Man cornered and stabbed in Norwich bus shelter

Munsey Varnadore. Photo: Norfolk Constabulary

Munsey Varnadore. Photo: Norfolk Constabulary - Credit: Norfolk Constabulary

A 21-year-old with a 'desire to dominate through violence' cornered and stabbed a man in a city bus shelter in a late-night attack, a court heard.

Munsey Varnadore also slashed at the face of another man, who evaded the blade and escaped from the confrontation on Castle Meadow.

Varnadore, of St Edmundsbury Road, King's Lynn, was convicted at a previous hearing of wounding with intent after Aaron Goffin was stabbed in the arm at the bus shelter.

The court heard Mr Goffin was backed into a bus shelter where he ducked, but was stabbed in his upper bicep by Varnadore, leaving him with a three-inch gash.

The victims were walking along the street with a third friend in Castle Meadow during the early hours of Sunday July 30 when they were approached by Varnadore and an argument took place.

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Varnadore threatened the group with a knife and, as they walked away, he then swung the knife towards one of the men and stabbed another in the arm before running off.

Yamana Partridge dodged the blade, which was described as being "two to three inches in length" at Norwich Crown Court on Thursday. A third man, Conor Gooch, also fled the scene with Mr Partridge.

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Sentencing, Judge Maureen Bacon said Varnadore had "an obvious lack of empathy for others and a desire to dominate through violence". She added: "You wanted to provoke a reaction, which may stem from the neglect you suffered as a child."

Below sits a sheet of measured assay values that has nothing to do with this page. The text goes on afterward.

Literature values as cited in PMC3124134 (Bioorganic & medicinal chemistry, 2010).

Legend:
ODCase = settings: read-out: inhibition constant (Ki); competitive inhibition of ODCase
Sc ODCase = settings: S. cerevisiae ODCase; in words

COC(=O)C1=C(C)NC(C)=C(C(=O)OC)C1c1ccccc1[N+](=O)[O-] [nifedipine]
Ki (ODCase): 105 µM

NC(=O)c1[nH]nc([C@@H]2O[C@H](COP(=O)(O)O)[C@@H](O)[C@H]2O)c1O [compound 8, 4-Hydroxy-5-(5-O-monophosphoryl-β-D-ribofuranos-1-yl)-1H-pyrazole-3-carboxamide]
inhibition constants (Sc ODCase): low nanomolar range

Varnadore's representative Abdul Kapadia applied for a psychiatric assessment for his client, who he said was keen to engage with mental health services, but the application was denied by Judge Bacon, who said she would not allow the defendant to "hijack the proceedings further".

She told the court Varnadore had delayed the trial by a day after claiming to have been ill, but was later discovered to have been in the gym, which she described as "an indulgence".

Mr Kapadia, mitigating, said Varnadore had been in care since he was six and had a difficult relationship with his mother, and had struggled to adjust to the "lack of emotional support" after his grandmother died.

Varnadore was given an eight-year prison sentence, of which he will serve four years in custody.

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